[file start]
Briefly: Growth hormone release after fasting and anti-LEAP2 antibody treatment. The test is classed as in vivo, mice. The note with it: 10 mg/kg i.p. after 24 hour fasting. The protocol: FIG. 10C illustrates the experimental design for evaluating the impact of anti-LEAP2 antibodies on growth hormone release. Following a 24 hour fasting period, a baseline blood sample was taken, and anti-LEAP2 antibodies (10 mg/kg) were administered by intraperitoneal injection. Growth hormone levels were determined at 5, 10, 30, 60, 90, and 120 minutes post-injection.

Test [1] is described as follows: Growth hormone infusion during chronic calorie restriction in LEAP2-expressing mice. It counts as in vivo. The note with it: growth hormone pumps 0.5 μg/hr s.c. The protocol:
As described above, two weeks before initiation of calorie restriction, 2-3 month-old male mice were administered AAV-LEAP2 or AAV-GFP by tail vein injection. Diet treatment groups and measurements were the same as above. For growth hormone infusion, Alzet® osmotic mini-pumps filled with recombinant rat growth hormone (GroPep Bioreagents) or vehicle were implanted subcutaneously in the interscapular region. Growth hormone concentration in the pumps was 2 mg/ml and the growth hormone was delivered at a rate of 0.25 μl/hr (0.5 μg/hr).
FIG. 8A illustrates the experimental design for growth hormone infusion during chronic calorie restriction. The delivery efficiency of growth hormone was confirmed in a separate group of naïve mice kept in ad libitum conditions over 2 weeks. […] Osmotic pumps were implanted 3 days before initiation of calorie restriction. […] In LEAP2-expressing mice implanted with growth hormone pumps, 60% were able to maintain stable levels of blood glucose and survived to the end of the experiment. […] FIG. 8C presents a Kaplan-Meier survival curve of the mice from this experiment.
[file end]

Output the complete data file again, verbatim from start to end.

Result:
Briefly: Growth hormone release after fasting and anti-LEAP2 antibody treatment. The test is classed as in vivo, mice. The note with it: 10 mg/kg i.p. after 24 hour fasting. The protocol: FIG. 10C illustrates the experimental design for evaluating the impact of anti-LEAP2 antibodies on growth hormone release. Following a 24 hour fasting period, a baseline blood sample was taken, and anti-LEAP2 antibodies (10 mg/kg) were administered by intraperitoneal injection. Growth hormone levels were determined at 5, 10, 30, 60, 90, and 120 minutes post-injection.

Test [1] is described as follows: Growth hormone infusion during chronic calorie restriction in LEAP2-expressing mice. It counts as in vivo. The note with it: growth hormone pumps 0.5 μg/hr s.c. The protocol:
As described above, two weeks before initiation of calorie restriction, 2-3 month-old male mice were administered AAV-LEAP2 or AAV-GFP by tail vein injection. Diet treatment groups and measurements were the same as above. For growth hormone infusion, Alzet® osmotic mini-pumps filled with recombinant rat growth hormone (GroPep Bioreagents) or vehicle were implanted subcutaneously in the interscapular region. Growth hormone concentration in the pumps was 2 mg/ml and the growth hormone was delivered at a rate of 0.25 μl/hr (0.5 μg/hr).
FIG. 8A illustrates the experimental design for growth hormone infusion during chronic calorie restriction. The delivery efficiency of growth hormone was confirmed in a separate group of naïve mice kept in ad libitum conditions over 2 weeks. […] Osmotic pumps were implanted 3 days before initiation of calorie restriction. […] In LEAP2-expressing mice implanted with growth hormone pumps, 60% were able to maintain stable levels of blood glucose and survived to the end of the experiment. […] FIG. 8C presents a Kaplan-Meier survival curve of the mice from this experiment.